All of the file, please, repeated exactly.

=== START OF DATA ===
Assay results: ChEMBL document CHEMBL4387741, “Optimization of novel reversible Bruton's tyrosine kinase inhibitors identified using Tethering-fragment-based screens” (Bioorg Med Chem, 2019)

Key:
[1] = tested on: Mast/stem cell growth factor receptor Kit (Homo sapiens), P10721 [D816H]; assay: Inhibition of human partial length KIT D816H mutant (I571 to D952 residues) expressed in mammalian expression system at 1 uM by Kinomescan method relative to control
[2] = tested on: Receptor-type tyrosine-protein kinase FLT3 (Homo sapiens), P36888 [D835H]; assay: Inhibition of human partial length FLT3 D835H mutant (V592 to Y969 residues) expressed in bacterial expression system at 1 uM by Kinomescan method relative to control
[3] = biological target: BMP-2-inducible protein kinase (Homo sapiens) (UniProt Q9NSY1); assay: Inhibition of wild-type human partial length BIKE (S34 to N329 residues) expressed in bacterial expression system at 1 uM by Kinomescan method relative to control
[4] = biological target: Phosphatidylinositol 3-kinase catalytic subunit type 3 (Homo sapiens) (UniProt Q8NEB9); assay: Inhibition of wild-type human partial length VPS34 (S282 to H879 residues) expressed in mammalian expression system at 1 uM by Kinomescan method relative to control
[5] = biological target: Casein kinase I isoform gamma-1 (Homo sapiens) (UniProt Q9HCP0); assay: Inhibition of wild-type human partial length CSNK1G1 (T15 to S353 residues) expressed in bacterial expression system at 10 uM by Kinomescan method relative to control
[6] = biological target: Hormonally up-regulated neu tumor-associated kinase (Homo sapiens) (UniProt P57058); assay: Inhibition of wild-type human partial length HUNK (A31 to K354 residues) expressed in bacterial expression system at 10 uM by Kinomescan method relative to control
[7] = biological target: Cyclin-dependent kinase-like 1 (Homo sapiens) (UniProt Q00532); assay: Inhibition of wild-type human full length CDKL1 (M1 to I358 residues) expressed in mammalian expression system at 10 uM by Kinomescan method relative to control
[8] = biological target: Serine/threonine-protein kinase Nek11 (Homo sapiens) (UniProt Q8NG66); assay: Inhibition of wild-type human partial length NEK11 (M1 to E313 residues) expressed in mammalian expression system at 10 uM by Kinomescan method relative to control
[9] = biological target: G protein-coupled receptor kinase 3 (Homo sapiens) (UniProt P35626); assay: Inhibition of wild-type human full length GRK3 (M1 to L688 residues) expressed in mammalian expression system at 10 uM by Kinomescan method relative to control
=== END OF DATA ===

Assay results: ChEMBL document CHEMBL4387741, “Optimization of novel reversible Bruton's tyrosine kinase inhibitors identified using Tethering-fragment-based screens” (Bioorg Med Chem, 2019)

Key:
[1] = tested on: Mast/stem cell growth factor receptor Kit (Homo sapiens), P10721 [D816H]; assay: Inhibition of human partial length KIT D816H mutant (I571 to D952 residues) expressed in mammalian expression system at 1 uM by Kinomescan method relative to control
[2] = tested on: Receptor-type tyrosine-protein kinase FLT3 (Homo sapiens), P36888 [D835H]; assay: Inhibition of human partial length FLT3 D835H mutant (V592 to Y969 residues) expressed in bacterial expression system at 1 uM by Kinomescan method relative to control
[3] = biological target: BMP-2-inducible protein kinase (Homo sapiens) (UniProt Q9NSY1); assay: Inhibition of wild-type human partial length BIKE (S34 to N329 residues) expressed in bacterial expression system at 1 uM by Kinomescan method relative to control
[4] = biological target: Phosphatidylinositol 3-kinase catalytic subunit type 3 (Homo sapiens) (UniProt Q8NEB9); assay: Inhibition of wild-type human partial length VPS34 (S282 to H879 residues) expressed in mammalian expression system at 1 uM by Kinomescan method relative to control
[5] = biological target: Casein kinase I isoform gamma-1 (Homo sapiens) (UniProt Q9HCP0); assay: Inhibition of wild-type human partial length CSNK1G1 (T15 to S353 residues) expressed in bacterial expression system at 10 uM by Kinomescan method relative to control
[6] = biological target: Hormonally up-regulated neu tumor-associated kinase (Homo sapiens) (UniProt P57058); assay: Inhibition of wild-type human partial length HUNK (A31 to K354 residues) expressed in bacterial expression system at 10 uM by Kinomescan method relative to control
[7] = biological target: Cyclin-dependent kinase-like 1 (Homo sapiens) (UniProt Q00532); assay: Inhibition of wild-type human full length CDKL1 (M1 to I358 residues) expressed in mammalian expression system at 10 uM by Kinomescan method relative to control
[8] = biological target: Serine/threonine-protein kinase Nek11 (Homo sapiens) (UniProt Q8NG66); assay: Inhibition of wild-type human partial length NEK11 (M1 to E313 residues) expressed in mammalian expression system at 10 uM by Kinomescan method relative to control
[9] = biological target: G protein-coupled receptor kinase 3 (Homo sapiens) (UniProt P35626); assay: Inhibition of wild-type human full length GRK3 (M1 to L688 residues) expressed in mammalian expression system at 10 uM by Kinomescan method relative to control